Liquidated Air Namibia Ordered To Return Planes worth U$167 million

A European company has instructed Air Namibia to return two of its biggest aeroplanes this week after the government’s decision to shut the airline down.

Air Namibia’s current fleet includes the two leased Airbus A330-200 aircraft, two Airbus A319-100 planes and four Embraer ERJ 135s.

The 244-seater A330-200 is the biggest aircraft in the airline’s ranks and was often used for the Windhoek-Frankfurt route.

Air Namibia’s lease agreement on the Airbus plane stretched from May 2012 to October 2025, but the government’s decision to shut the national airline down means this agreement would have to be cancelled – at a cost of around N$2,4 billion (U$167,893,050).

A company called Air Lease 80 (Ireland) wrote to Air Namibia last Friday explaining they would trigger a clause in the contract that allows them to have the two Airbus aircraft returned.

The European company’s director, Patrick Waldron, wrote to Air Namibia’s acting chief executive officer, Theo Mberirua, saying the national airline has defaulted.

“We expressly reserve our rights to retake possession of the aircraft,” Waldron said. Sigfus Olafsson, marketing vice president of Castlelake aircraft, sent an email to Air Namibia last week, asking for “your kind assistance to arrange for the ferry flight of the two A300-200 aircraft to a storage location as early as next week”.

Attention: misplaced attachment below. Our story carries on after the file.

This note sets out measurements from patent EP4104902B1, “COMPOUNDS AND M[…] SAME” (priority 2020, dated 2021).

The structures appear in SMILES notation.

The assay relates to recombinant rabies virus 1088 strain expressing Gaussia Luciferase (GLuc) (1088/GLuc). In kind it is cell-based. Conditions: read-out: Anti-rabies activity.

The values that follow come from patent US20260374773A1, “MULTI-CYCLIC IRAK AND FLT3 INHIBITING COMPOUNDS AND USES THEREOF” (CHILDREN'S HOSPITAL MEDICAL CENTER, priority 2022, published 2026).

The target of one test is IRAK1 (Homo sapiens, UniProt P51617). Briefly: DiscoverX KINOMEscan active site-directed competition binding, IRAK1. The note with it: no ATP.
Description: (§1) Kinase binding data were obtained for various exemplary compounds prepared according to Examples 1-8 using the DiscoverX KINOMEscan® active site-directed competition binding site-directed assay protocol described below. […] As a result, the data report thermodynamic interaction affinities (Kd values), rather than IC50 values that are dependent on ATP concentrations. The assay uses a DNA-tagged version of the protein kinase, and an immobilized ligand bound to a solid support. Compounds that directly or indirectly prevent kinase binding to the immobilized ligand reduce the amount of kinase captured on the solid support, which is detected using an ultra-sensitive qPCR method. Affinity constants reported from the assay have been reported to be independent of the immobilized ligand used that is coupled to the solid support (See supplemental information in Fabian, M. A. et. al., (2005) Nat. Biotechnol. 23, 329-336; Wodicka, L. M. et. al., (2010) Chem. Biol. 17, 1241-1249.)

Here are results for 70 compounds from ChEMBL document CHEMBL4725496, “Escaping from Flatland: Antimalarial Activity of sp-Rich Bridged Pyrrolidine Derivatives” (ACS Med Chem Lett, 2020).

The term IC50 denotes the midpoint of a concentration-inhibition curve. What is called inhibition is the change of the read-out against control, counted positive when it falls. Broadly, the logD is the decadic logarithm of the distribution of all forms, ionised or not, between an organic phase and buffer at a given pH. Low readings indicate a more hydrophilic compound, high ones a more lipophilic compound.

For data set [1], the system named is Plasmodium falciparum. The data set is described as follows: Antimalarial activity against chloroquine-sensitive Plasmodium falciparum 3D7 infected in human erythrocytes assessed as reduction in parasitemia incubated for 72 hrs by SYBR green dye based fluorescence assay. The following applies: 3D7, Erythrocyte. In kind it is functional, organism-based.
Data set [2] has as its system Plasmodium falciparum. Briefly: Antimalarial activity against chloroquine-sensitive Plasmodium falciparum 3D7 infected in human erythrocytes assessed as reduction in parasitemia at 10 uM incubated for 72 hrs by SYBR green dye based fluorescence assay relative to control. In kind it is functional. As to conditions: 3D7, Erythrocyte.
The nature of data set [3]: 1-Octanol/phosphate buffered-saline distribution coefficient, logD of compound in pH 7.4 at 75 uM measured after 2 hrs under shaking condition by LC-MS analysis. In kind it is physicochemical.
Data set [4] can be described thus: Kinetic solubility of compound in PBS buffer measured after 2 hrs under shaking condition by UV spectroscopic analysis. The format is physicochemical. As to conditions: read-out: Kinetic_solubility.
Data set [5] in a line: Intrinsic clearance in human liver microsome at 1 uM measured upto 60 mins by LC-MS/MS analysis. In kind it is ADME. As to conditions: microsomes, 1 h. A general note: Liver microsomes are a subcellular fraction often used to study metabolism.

He said Castlelake’s technical boss, Andrew Titus-Glover, would reach out to the airline to coordinate the storage of the planes.

Titus-Glover then emailed Air Namibia’s maintenance manager, Stanley Kariko, outlining the preparation of the aircraft’s return to Europe.

“We would appreciate it if you could start preparation to reposition both A330 aircraft into Europe for storage as quickly as possible,” he said.

Titus-Glover proposed that the aeroplanes be returned this week. The storage locations, he said, are Malta, Leipzig or Nimes. Mberirua yesterday confirmed that the creditors have started gunning for what is owed to them.

“Of course, any creditor would go for what is theirs … These are default measures in place in case something goes wrong,” he said.

According to information seen by The Namibian, a significant portion of the government subsidy to Air Namibia is paid towards the A330-200 operation.

 Around N$500 million was paid per year to cover aircraft leases, and maintenance would cost N$ 414 million.

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